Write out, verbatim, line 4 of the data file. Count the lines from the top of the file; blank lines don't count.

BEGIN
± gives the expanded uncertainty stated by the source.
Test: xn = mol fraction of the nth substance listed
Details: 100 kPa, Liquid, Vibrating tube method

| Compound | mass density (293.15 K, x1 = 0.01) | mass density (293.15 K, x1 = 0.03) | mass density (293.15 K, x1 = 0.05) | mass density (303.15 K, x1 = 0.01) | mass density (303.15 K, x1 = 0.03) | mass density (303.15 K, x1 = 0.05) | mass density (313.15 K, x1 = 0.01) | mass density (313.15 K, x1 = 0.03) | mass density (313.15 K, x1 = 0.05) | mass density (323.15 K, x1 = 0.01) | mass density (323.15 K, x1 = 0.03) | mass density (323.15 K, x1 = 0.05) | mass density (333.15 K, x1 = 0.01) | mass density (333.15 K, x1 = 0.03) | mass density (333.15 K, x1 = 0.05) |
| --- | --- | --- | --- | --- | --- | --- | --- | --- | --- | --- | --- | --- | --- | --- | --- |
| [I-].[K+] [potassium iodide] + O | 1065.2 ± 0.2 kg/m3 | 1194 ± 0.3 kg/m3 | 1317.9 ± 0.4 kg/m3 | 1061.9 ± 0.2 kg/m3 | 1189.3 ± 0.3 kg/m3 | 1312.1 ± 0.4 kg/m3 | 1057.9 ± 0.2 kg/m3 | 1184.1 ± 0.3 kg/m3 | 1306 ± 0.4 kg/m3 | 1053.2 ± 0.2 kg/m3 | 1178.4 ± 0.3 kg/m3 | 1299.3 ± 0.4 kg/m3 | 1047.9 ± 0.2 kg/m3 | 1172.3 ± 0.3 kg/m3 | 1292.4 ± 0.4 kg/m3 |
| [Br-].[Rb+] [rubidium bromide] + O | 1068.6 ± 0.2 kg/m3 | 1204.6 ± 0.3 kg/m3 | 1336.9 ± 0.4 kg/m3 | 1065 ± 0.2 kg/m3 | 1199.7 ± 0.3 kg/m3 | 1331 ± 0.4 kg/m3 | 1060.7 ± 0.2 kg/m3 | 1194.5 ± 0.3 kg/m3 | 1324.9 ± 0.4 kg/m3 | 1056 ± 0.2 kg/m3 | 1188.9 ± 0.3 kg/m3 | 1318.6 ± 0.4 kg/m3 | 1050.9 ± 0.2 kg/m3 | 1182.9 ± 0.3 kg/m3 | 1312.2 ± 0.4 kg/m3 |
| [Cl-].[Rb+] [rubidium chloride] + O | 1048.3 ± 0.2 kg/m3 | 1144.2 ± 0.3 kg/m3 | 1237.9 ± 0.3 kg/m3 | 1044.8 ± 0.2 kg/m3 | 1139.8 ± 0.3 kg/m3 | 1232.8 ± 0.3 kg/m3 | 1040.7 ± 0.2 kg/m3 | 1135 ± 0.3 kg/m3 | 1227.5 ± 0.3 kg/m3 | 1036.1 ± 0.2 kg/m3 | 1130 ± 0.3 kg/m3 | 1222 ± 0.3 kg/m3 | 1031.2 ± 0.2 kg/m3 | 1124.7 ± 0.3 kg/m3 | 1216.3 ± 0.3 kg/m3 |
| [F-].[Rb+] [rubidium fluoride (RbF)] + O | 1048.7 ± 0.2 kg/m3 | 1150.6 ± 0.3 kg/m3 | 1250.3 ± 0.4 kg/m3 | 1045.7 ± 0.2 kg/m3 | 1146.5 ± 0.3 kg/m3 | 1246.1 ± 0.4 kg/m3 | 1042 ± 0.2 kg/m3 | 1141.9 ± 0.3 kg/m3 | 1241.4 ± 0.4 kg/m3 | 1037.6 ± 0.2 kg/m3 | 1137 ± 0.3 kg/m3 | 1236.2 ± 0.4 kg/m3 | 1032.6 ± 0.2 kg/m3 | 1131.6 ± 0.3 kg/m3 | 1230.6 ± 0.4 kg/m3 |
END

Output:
| Compound | mass density (293.15 K, x1 = 0.01) | mass density (293.15 K, x1 = 0.03) | mass density (293.15 K, x1 = 0.05) | mass density (303.15 K, x1 = 0.01) | mass density (303.15 K, x1 = 0.03) | mass density (303.15 K, x1 = 0.05) | mass density (313.15 K, x1 = 0.01) | mass density (313.15 K, x1 = 0.03) | mass density (313.15 K, x1 = 0.05) | mass density (323.15 K, x1 = 0.01) | mass density (323.15 K, x1 = 0.03) | mass density (323.15 K, x1 = 0.05) | mass density (333.15 K, x1 = 0.01) | mass density (333.15 K, x1 = 0.03) | mass density (333.15 K, x1 = 0.05) |